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Publication numberUS6854857 B2
Publication typeGrant
Application numberUS 10/359,719
Publication dateFeb 15, 2005
Filing dateFeb 7, 2003
Priority dateJun 11, 2002
Fee statusLapsed
Also published asUS20030227768
Publication number10359719, 359719, US 6854857 B2, US 6854857B2, US-B2-6854857, US6854857 B2, US6854857B2
InventorsYasushi Hara, Hiroshi Yamada, Hirokazu Aritake, Akira Tanaka, Makoto Abe
Original AssigneeFujitsu Limited
Export CitationBiBTeX, EndNote, RefMan
External Links: USPTO, USPTO Assignment, Espacenet
Electronic apparatus, liquid crystal display device and light guide plate
US 6854857 B2
Abstract
An electronic apparatus includes a liquid crystal display device. The liquid crystal display device comprises first and second light sources, a light guide plate, and a liquid crystal unit. The first light source is disposed on one of two opposing side surfaces of the light guide plate. The second light source is disposed on the other of the two opposing side surfaces of the light guide plate. A first plurality of substantially parallel grooves are formed in a first surface of the light guide plate which is substantially parallel with a display surface of the liquid crystal unit. A second plurality of substantially parallel grooves are formed in a second surface opposing the first surface of the light guide plate. At least one of a dimension and density of the first plurality of grooves substantially monotonically changes from one in the vicinity of one of the light sources to one in the vicinity of the other of the light sources.
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Claims(34)
1. An electronic apparatus comprising a liquid crystal display device, wherein
said liquid crystal display device comprises first and second light sources, a light guide plate, and a liquid crystal unit,
said first light source is disposed on one of two opposing side surfaces of said light guide plate,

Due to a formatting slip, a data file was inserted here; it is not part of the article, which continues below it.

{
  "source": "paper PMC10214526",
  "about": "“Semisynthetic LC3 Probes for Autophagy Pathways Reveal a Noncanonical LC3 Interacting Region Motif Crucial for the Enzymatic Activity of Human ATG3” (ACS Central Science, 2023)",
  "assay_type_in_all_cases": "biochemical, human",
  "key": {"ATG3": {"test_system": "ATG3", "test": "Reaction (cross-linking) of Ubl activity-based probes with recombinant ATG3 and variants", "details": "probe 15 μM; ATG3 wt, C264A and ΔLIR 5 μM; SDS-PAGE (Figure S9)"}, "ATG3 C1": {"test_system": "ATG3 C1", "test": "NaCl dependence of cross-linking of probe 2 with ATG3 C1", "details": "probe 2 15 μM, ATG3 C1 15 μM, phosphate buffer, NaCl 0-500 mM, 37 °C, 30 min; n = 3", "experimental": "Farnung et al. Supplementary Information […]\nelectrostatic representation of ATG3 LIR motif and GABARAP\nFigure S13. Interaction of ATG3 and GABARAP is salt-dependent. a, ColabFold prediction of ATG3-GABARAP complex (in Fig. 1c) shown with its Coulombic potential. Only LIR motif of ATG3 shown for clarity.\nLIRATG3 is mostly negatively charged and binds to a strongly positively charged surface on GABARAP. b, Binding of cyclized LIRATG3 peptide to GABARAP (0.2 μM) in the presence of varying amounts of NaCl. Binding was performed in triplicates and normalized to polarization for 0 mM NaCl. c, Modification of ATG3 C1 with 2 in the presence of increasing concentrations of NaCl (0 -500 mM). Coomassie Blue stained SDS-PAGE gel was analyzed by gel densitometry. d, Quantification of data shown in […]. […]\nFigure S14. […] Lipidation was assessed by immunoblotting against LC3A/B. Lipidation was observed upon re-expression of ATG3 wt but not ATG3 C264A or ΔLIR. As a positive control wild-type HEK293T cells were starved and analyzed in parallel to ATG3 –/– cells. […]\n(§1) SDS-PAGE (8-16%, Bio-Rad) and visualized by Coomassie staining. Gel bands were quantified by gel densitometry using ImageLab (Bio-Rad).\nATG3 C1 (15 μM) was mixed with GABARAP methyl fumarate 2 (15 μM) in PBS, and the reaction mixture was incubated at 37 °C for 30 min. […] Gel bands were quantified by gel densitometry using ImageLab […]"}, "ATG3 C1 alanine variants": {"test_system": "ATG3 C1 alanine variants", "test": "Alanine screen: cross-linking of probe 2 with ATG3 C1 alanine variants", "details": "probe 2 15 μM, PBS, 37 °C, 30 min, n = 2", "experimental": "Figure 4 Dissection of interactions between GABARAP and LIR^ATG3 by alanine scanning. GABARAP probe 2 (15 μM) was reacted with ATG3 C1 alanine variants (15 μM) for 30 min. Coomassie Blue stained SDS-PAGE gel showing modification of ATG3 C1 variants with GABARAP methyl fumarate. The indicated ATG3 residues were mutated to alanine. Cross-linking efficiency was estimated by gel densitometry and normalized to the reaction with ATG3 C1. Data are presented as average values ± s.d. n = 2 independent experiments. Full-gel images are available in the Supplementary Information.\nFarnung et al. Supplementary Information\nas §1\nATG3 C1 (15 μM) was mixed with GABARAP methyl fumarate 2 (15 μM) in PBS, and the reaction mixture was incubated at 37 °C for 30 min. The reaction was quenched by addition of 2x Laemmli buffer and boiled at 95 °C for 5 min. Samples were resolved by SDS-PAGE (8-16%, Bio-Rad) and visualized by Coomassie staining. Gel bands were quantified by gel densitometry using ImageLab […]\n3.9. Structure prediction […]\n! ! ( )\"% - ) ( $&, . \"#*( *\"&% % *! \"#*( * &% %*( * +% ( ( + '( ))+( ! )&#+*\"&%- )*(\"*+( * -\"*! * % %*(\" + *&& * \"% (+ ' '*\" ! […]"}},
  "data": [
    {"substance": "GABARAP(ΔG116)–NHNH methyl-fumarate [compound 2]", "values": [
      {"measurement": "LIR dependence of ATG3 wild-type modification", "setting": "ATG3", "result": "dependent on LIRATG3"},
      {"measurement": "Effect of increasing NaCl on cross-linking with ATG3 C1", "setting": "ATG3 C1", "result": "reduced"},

said second light source is disposed on the other of said two opposing side surfaces of said light guide plate,
a first plurality of substantially parallel grooves are formed in a first surface of said light guide plate which is substantially parallel with a display surface of said liquid crystal unit,
a second plurality of substantially parallel grooves are formed in a second surface opposing said first surface of said light guide plate,
at least one of a dimension and density of said first plurality of grooves substantially monotonically changes from one in the vicinity of one of said light sources to one in the vicinity of the other of said light sources.
2. The electronic apparatus according to claim 1 wherein said first plurality of grooves are substantially in parallel with said second plurality of grooves.
3. The electronic apparatus according to claim 1 wherein one of a depth and density of said first plurality of grooves substantially gradually decreases from one in the vicinity of the one of said light sources to one in the vicinity of the other of said light sources.
4. The electronic apparatus according to claim 1 wherein both of a depth and density of said first plurality of grooves substantially gradually decrease from a first depth and a first density in the vicinity of the one of said light sources to a second depth and a second density in the vicinity of the other of said light sources.